How Often Should a Dog Get Booster Vaccinations?

By Slone Wayking

As a caring owner, you know the importance of getting your puppy immunized. You’ve read about viruses such as parvo and distemper, and know these can be fatal. You continue with your dog’s annual vaccines into his adult years, but now you’re reading different opinions about yearly protocols. It’s time to talk to your vet.

The Puppy Series

Whether yearly boosters are needed in adult dogs is being studied and debated, however there is little disagreement over the importance of the puppy vaccine series. It is estimated puppies have a natural immunity from a vaccinated mother until 6 to 8 weeks of age. The first vaccine should be given around this time, and every three to four weeks afterward until they are 16 weeks of age. This vaccine is typically a combination of canine distemper, hepatitis, leptospirosis, parvovirus and parainfluenza. Protocols may vary slightly depending on where you live or the breed of your dog.

The Rabies Vaccine

The only vaccine required by law is rabies. In the U.S., the majority of states require it be given every three years, whereas some states require it annually. Check with your local laws. As an owner, be careful not to let this vaccine lapse. If your dog should come into contact with a wild animal, such as a raccoon, or should happen to nip someone, strict quarantine laws can keep your dog kenneled in a shelter for a period of time.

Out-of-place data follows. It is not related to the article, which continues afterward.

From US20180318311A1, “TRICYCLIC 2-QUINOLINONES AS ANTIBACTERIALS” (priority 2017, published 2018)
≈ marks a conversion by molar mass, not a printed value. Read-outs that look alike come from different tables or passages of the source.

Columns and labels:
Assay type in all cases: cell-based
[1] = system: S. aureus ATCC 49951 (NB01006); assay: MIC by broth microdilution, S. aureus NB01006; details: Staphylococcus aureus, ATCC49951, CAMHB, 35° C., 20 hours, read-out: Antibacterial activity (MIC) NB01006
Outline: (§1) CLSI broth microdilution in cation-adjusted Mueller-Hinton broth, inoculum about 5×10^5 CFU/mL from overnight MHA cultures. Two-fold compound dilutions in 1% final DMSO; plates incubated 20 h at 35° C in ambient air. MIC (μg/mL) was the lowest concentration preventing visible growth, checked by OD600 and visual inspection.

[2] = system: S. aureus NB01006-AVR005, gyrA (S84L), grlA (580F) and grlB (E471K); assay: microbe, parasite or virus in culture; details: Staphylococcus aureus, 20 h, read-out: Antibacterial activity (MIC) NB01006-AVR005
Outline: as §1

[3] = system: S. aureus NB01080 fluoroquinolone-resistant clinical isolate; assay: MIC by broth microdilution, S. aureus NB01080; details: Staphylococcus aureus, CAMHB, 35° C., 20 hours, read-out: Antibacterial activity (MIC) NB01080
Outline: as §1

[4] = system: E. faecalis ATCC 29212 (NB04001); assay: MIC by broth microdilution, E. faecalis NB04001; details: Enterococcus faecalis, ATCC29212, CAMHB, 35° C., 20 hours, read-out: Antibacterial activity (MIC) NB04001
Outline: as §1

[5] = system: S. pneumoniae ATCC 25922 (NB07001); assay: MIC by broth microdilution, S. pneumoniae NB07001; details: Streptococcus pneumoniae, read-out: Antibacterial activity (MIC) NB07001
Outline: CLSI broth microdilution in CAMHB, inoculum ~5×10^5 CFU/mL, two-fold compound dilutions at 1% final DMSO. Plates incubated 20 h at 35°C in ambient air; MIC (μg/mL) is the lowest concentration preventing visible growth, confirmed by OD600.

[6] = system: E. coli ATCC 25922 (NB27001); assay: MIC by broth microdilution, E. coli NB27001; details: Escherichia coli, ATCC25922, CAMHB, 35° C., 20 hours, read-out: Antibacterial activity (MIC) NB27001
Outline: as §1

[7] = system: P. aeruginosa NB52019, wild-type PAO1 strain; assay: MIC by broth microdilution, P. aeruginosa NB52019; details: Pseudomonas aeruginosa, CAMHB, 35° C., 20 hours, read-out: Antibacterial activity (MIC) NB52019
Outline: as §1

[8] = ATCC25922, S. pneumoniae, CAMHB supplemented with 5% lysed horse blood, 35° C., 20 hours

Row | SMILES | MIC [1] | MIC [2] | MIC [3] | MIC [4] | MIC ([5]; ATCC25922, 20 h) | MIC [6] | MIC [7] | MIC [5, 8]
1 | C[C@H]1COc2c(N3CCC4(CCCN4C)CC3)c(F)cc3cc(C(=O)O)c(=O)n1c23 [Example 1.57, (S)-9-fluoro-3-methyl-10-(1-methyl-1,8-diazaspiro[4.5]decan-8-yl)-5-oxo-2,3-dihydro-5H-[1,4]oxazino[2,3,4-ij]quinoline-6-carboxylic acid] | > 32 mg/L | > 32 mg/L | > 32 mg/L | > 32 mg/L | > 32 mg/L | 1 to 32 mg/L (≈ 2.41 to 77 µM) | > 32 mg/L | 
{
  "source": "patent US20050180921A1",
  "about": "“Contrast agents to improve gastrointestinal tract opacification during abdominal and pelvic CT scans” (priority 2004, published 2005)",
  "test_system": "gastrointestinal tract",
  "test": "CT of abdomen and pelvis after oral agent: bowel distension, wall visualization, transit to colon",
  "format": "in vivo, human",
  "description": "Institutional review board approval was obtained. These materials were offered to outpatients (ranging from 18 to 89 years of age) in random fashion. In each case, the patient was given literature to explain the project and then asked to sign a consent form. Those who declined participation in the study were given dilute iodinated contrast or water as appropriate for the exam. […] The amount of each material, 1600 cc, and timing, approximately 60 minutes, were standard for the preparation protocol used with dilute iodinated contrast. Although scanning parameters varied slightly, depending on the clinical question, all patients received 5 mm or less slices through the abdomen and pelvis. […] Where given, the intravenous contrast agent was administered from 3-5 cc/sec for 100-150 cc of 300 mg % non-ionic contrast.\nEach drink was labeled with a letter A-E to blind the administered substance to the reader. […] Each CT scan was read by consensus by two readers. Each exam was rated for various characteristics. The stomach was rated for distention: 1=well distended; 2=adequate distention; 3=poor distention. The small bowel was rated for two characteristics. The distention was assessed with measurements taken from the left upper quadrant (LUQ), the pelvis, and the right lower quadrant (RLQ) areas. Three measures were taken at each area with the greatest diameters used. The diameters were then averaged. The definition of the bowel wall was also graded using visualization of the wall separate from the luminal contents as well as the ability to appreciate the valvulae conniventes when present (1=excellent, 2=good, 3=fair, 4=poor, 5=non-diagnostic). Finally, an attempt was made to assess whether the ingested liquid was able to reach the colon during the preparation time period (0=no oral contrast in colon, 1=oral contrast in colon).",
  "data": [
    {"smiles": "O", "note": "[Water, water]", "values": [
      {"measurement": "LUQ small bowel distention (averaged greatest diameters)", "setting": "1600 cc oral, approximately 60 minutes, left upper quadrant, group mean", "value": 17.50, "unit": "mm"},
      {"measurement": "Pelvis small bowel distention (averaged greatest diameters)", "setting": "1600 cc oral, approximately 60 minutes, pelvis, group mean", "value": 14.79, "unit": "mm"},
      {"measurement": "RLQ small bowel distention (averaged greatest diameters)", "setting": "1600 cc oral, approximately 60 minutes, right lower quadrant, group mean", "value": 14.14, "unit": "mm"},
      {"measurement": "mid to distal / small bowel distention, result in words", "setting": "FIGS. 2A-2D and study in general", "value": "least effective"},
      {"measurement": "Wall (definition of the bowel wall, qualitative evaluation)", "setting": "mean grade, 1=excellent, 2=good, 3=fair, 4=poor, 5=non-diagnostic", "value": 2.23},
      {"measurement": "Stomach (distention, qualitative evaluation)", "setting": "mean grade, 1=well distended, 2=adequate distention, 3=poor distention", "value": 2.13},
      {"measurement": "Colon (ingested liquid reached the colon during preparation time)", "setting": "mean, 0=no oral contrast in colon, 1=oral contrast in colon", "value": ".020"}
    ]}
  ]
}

Core and Non-Core Vaccines

Rabies, canine distemper, hepatitis and parvovirus are considered core vaccines. A few of the non-core vaccines are the ones for kennel cough, Lyme disease and leptospirosis. How often these are administered, or if given at all, depends on your dog’s natural exposure, the risk of vaccine reactions or where he travels with you.

To Vaccinate or Not to Vaccinate

Vaccines can have side effects. Spiking a slight fever afterward is not uncommon. In extreme cases, vaccine reactions can be fatal. At the same time, vaccines have saved the lives of countless dogs. Age, exposure risk and your dog’s health are just a few of the factors to consider. Make sure to keep up with your dog's annual health exams, and talk to your vet about what vaccine protocol is best.

By Slone Wayking


About the Author
Slone Wayking worked as a professional in the veterinary field for 20 years. Though her interest in animal health led to this path, Wayking initially studied creative arts. She has been article writing for more than a year and is currently working towards her degree in multimedia. Her certifications include business writing and basic web design.